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UNHCR distributes aid to 40,000 displaced Somalis near Mogadishu


UNHCR distributes aid to 40,000 displaced Somalis near Mogadishu

UNHCR distributes aid to some 40,000 internally displaced people living in more than 50 settlements near the Somalia capital, Mogadishu.
16 May 2008
Two displaced Somali women carry away aid distributed earlier this week in Afgooye.

AFGOOYE, Somalia, May 16 (UNHCR) - The UN refugee agency this week distributed aid to some 40,000 internally displaced people (IDPs) living in more than 50 settlements west of the volatile Somalia capital, Mogadishu.

The recipients of the aid are among an estimated 300,000 people living along a 30-kilometre stretch of road leading from the capital to the town of Afgooye after fleeing months of fighting in Mogadishu between the Ethiopian-backed Transitional Federal Government and rebel forces.

The IDPs targeted during this round of distribution of essential supplies were the most vulnerable households, including people who fled Mogadishu recently, as well as some of the poorest families. The distribution was carried out from Monday to Wednesday in partnership with a Somali non-governmental organization.

Because of the numerous checkpoints set up along the road by militia and soldiers, who extort money in exchange for safe passage, it took two days to bring the aid from Mogadishu to Afgooye.

Each family received one plastic sheet, one kitchen set, three blankets and six sleeping mats - all desperately needed by the displaced. There is particularly high demand for plastic sheets, which the IDPs use to protect their makeshift shelters from the rain.

The rainy season, which started at the beginning of this week, compelled some families without plastic sheeting to seek refuge with friends and neighbours. "There are three families crammed all night in my tiny shelter when it rains" one displaced Somali civilian told UNHCR. "We are 20 people who cannot lie down for lack of space, meaning we cannot sleep."

This first round of distribution will be followed by a second one in a few weeks for another 40,000 IDPs in Afgooye and the outskirts of Mogadishu. Essential supplies will also be distributed in the coming weeks to 12,000 people who fled recently to the town of Marka, some 80 kms south-west of Mogadishu. The seaside town has an estimated 14,000 IDPs from Mogadishu.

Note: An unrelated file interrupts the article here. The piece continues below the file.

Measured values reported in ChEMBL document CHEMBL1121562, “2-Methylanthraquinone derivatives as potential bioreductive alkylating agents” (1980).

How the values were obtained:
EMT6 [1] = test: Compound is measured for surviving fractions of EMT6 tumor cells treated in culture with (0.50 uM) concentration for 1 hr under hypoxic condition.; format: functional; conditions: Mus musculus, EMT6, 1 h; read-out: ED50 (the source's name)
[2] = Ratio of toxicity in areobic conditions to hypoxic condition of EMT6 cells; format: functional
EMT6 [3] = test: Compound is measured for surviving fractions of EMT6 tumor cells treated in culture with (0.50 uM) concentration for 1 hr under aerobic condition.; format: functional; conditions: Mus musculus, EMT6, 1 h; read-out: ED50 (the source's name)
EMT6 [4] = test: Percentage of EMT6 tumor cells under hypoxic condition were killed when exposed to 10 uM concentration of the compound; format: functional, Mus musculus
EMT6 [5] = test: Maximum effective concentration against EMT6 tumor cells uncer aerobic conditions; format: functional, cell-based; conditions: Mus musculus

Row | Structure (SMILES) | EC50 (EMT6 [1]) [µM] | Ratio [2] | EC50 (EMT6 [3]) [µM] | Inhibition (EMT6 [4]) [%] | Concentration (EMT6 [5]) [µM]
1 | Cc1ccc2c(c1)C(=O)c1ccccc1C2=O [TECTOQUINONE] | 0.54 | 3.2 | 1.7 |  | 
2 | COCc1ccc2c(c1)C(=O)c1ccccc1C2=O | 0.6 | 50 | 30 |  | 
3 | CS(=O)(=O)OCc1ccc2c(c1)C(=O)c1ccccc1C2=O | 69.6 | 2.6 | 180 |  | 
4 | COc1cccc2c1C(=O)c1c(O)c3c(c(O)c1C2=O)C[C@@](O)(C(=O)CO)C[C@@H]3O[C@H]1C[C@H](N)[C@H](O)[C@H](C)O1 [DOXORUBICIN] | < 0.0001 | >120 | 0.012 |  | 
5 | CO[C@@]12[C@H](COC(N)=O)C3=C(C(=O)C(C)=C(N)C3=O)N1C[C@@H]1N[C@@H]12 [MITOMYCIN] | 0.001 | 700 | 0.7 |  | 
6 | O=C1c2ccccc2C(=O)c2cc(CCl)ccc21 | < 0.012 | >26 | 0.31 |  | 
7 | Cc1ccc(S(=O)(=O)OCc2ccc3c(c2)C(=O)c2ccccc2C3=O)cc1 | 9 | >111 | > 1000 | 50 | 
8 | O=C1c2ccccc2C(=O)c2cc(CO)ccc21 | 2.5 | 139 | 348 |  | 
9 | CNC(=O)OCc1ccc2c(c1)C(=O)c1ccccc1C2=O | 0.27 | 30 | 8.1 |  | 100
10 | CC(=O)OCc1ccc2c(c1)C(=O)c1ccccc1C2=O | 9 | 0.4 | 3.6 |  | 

Over the last year, UNHCR has distributed aid to more than 100,000 people living in the Mogadishu-Afgooye corridor. More than 42,000 civilians have fled the capital since March, amid escalated fighting. An estimated 800,000 people have fled Mogadishu since the current cycle of violence engulfed the city in February 2007.

Many of the IDPs are becoming increasingly frustrated after spending more than a year in their crumbling shelters along the dusty road to Afgooye. "We want to go back to our homes as we have nowhere else to go, but this has proved impossible so far for lack of peace" one man said. "We grow more desperate as we see new people arriving from Mogadishu week after week. We feel helpless as we cannot do anything but wait for aid from the international community", he added.

Young people have grown especially concerned about the lack of prospects and many talk about leaving for northern Somalia and then making the dangerous Gulf of Aden crossings on flimsy smugglers' boats. They dream of finding work in Yemen, where thousands of boat people are living in camps.

UNHCR has aired awareness-raising campaigns on radio about the risks. More than 18,000 people have crossed to Yemen so far this year. About 400 people have died en route, while others are missing.

Life in the IDP settlements has become even more difficult with the rising cost of food. Displaced people have held several demonstrations in the past few weeks to protest against the rising prices. For example, a sack of rice has risen by 30 percent in just one month.

The need for a means of livelihood is becoming a pressing issue for the IDPs who have been living in Afgooye for months. Responding to this, the UN refugee agency has started a poultry project to help 180 women, most of them widows facing problems in caring for their families.

After training, the women will each receive 20 egg-laying hens. They will raise income mainly through the sale of the eggs. UNHCR has also taken the opportunity to educate the women on their rights, prevention of sexual abuse and the kind of support provided for rape victims.